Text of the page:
There are more lead authors on the report from Exeter than from any other city. Globe image courtesy of Shutterstock.

Exeter climate scientists contribute to IPCC report

University of Exeter researchers have had a high profile role in creating the world’s most comprehensive report on climate change.

A combined total of 12 researchers from the University and the Met Office have been selected as lead authors of the Intergovernmental Panel on Climate Change (IPCC) 5th Assessment Report (AR5) – a greater number than from any other region. 

The Working Group I (WGI) Summary for Policymakers was published on Friday 27th September 2013 and is the six yearly update on the state of the Earth’s climate, covering the physical science basis of climate change. It is considered the main source of information for governments and industry and is a crucially important means for climate scientists and mathematicians to inform policy.

University of Exeter WGI authors:

Prof Matthew Collins (coordinating lead author of chapter on Climate Projections)

Prof Pierre Friedlingstein (lead author on chapter on Climate Projections & the Summary for Policymakers)

Prof David Stephenson (lead author on chapter on Regional Climate Change)

Prof Peter Cox (lead author on chapter on Evaluation of Climate Models)  

Professor Cox said: “This latest IPCC report surpasses even the previous four in terms of its breadth and rigour. It confirms that the climate is changing, that carbon dioxide emissions from human activities are the dominant reason for this, and that we are running out of time to avoid the 2 degrees of global warming that is the stated aim of international climate negotiations.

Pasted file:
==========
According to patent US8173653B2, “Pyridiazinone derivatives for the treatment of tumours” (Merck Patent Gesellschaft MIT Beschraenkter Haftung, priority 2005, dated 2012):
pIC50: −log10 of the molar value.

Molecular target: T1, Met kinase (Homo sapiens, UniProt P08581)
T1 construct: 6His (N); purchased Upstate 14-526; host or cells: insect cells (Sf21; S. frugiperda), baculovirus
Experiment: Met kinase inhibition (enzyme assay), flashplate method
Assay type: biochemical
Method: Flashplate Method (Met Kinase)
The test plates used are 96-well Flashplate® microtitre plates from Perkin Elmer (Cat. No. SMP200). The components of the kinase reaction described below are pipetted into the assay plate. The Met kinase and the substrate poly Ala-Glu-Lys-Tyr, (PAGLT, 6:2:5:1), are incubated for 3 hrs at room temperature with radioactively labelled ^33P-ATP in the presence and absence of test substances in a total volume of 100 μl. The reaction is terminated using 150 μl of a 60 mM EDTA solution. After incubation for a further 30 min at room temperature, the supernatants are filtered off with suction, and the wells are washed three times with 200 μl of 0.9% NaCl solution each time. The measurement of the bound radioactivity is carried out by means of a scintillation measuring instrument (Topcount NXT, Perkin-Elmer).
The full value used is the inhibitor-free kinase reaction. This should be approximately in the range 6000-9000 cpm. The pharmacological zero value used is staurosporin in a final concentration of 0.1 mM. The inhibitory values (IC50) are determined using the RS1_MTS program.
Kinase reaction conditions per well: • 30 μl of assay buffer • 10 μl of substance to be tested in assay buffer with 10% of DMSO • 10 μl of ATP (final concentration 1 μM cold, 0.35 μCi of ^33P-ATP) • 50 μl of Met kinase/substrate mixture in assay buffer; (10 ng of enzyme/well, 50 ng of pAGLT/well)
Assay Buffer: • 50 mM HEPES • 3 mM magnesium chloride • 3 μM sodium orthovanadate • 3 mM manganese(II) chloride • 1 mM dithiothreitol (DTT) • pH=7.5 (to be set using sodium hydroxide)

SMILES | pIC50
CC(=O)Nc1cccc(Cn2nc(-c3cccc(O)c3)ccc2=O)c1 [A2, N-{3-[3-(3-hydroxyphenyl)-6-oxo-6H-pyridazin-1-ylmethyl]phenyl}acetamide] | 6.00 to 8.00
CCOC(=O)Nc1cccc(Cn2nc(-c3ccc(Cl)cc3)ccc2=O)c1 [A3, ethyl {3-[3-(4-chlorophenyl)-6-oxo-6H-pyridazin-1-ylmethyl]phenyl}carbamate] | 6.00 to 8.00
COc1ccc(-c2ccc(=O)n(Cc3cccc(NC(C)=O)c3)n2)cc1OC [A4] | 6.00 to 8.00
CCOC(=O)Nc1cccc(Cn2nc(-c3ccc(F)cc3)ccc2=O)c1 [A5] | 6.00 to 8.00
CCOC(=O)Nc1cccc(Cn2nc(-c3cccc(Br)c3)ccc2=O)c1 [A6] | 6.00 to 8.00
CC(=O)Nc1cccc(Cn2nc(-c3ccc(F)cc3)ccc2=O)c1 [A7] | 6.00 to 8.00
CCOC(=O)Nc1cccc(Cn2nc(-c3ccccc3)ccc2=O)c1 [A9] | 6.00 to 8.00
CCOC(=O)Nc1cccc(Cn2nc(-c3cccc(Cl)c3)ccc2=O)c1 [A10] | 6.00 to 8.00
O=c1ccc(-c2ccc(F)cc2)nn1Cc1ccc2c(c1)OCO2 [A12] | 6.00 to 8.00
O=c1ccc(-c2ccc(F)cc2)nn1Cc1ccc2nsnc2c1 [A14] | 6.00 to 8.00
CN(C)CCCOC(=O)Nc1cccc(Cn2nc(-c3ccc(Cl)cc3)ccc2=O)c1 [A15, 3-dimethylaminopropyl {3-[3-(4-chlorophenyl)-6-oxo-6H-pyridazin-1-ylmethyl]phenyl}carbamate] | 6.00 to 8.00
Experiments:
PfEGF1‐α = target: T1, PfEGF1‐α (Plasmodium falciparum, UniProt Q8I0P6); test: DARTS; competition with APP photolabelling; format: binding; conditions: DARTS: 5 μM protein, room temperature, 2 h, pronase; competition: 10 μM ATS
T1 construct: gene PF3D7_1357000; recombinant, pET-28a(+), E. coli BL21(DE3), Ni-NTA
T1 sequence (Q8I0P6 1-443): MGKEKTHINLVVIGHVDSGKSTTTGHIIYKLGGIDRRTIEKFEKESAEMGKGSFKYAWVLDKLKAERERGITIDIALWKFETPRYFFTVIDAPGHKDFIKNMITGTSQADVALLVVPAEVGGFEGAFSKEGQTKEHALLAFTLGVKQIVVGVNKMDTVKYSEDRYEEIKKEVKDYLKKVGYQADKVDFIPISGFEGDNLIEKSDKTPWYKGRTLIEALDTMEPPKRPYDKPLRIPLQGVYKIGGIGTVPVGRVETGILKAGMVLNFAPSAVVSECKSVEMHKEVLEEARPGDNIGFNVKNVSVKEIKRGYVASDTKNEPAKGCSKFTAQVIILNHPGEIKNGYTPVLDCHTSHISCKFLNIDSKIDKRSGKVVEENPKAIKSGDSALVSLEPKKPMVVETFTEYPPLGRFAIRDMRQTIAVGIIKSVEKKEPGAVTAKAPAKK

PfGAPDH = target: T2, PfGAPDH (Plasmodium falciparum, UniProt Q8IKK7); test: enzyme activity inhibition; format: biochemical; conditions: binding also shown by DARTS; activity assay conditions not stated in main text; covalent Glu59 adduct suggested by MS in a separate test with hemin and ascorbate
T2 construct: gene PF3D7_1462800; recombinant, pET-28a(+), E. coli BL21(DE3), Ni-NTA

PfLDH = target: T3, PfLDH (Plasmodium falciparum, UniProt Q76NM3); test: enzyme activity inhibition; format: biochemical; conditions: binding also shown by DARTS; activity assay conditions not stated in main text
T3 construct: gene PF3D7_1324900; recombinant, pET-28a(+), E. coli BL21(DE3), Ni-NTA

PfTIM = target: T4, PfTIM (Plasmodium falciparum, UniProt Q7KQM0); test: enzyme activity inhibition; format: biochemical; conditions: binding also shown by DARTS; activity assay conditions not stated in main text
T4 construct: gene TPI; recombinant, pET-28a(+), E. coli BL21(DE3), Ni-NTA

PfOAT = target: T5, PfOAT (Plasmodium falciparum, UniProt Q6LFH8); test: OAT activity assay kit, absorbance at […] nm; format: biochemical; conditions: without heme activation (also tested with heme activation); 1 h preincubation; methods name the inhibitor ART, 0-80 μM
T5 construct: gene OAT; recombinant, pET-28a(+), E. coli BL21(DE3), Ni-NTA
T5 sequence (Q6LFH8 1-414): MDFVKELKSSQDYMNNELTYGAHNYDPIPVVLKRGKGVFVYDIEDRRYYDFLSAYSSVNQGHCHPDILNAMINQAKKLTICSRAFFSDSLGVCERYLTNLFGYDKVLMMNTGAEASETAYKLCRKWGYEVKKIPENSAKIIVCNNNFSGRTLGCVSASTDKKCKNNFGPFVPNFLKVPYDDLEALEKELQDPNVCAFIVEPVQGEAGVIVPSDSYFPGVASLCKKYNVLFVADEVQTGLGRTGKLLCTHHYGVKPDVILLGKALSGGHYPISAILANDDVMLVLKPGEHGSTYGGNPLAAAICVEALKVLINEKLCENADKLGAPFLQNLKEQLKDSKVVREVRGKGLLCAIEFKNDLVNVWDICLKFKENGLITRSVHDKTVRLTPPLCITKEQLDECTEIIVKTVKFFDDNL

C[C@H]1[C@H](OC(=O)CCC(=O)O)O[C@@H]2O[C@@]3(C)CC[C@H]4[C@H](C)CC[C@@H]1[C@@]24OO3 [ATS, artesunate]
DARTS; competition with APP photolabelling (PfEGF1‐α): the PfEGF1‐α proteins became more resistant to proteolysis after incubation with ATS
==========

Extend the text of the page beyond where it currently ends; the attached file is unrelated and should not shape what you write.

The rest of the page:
“However, the report also shows that the climate system still has the ability to surprise us in many ways. The rate of global warming appears to have slowed recently, but other changes in the climate system such as the melting of sea-ice and the Greenland and Antarctic ice-sheets are occurring even faster than expected, and the financial losses due to weather and climate extremes struck an all-time high in 2012. 

“The challenge for climate science is to understand the links between the many observed changes in the climate system. The challenge for humanity is to act on the robust findings of the IPCC and get serious about reducing carbon dioxide emissions.”

Professor Collins, Joint Met Office Chair in Climate Change at the University of Exeter said: “Further emissions of greenhouse gases will cause further global warming. The Arctic will warm most rapidly and the land will warm more than the ocean. There will be more hotter and fewer cold days. Mid-latitude areas that currently experience high rainfall will get more. Sea levels will continue to rise and snow and ice will melt back. If we follow the highest scenario of future greenhouse gases, the Arctic is expected to be ice-free before the middle of the 21st century.

Avoiding 2 degrees of warming since preindustrial times will be very tough. We have already ‘spent’ more than two thirds of the CO2 emissions that we can afford to spend.”

More information is available on the IPCC website:

Date: 30 September 2013

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